Juicing is fantastic. The amount of end product left behind is not, especially if you plan on tossing it in the garbage. It's a huge waste of nutrients and cold hard cash to throw away perfectly good juicing pulp.
If you've never used a Breville juicer, I'll tell you right now that though I adore the thing, the spent vegetables and fruit spinning out into the pulp collector are not hard, useless fiber rocks. Greens are challenging to juice because the spinning blades tend to juice a more solid item better (carrots and celery, for instance, fare better). Soft citrus fruits give out a lot of juice, but this kind of juicer isn't ideal for them and the juice comes out frothy, the pulp a ravaged but fairly intact moist fruit skin. But even the harder items have a slightly wet pulp, with plenty of vitamins and phytonutrients left amongst the fibrous remains.
Reusing the pulp has become a mission of mine. I love my spicy broth with kombu and cayenne. It fills you up and satisfies you, but let's be real here... you can only make (and drink) so much broth when you are juicing for two people two to three times a day! My dogs have adored the fruit & veggie pulp treats I've made them a few times, and we give them plenty of shredded carrots, beets, and greens with their dinner and they LOVE it. Still, a pile of pulp remains that has much goodness left within.
Last week, I decided to make loaf bread and muffins. We have carrot cake, zucchini bread, and banana loaf, so why not combine aspects from all three, along with my veganizing, oil free awesomeness? I had one banana left which was at the perfect stage of softness, so I mushed that up with just a couple tablespoons of raw honey. I soaked some chia seeds to serve as the binder. I gathered two heaping cups of the best pulp from the morning's juicing--apples, carrots, kale, zucchini, strawberries, and beets--and whisked them with a bit of bottled tangerine juice (we had bought this prior to juicing, not a bad use for it). I grated fresh ginger into that for some bite. Then I whizzed up a flour blend in the vitamix from oats, almonds, flax, lentils, amaranth, and whole wheat. This was a heavy batter, so I threw in big spoonfuls of baking powder AND soda, and seasoned it with cinnamon, freshly grated nutmeg, and allspice, and stirred in a teaspoon of vanilla.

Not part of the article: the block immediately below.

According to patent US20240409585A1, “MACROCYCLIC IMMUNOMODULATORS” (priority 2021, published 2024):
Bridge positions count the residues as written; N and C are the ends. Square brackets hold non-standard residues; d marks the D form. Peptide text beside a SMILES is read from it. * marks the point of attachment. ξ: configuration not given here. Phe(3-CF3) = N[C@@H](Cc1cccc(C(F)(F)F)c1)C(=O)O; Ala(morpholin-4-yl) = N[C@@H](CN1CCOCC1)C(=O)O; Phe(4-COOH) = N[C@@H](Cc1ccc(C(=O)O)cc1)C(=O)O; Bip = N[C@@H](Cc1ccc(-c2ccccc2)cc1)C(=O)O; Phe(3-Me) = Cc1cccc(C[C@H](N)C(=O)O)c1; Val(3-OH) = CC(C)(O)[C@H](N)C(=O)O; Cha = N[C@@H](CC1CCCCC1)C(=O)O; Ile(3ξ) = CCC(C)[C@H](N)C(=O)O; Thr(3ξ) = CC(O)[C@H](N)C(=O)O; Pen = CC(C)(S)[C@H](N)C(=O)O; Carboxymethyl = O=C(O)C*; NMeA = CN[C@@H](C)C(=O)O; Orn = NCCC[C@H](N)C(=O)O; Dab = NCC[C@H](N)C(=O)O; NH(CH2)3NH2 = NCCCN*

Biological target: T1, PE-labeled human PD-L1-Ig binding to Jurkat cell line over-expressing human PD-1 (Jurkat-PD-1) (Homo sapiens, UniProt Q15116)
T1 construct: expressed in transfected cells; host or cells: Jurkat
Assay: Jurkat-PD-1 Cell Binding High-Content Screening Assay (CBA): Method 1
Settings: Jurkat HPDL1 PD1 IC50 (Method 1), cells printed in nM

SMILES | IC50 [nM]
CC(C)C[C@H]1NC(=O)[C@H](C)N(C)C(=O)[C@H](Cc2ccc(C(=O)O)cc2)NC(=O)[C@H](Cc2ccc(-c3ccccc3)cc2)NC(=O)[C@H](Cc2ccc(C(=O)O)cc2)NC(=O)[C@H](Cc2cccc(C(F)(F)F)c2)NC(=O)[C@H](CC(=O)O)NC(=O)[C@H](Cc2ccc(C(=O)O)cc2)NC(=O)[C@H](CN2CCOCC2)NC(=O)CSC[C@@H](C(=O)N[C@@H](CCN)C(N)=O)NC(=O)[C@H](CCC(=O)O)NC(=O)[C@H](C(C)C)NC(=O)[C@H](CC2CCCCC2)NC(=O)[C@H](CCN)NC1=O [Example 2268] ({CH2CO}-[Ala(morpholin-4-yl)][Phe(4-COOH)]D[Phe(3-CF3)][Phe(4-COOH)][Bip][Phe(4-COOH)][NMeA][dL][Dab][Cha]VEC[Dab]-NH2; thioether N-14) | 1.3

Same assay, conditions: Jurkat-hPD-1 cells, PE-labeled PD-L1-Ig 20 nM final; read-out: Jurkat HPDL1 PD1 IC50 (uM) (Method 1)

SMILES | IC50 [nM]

I hardly need to tell you that the batter tasted amazing.
Hoping against hope that my calculations of time and temperature would do the trick to fully bake this dense and super moist bread, I put the mini loaf pans in 15 minutes before the muffin tins. When the timer went off and I hesitantly opened one of the muffins, it was steamy inside but set. They had risen just enough, and even though the bits of green that were exposed on top were a little, erm, charred, they were spicy, slightly sweet, and delicious.
My next experiment may be pulp soup. Stay tuned.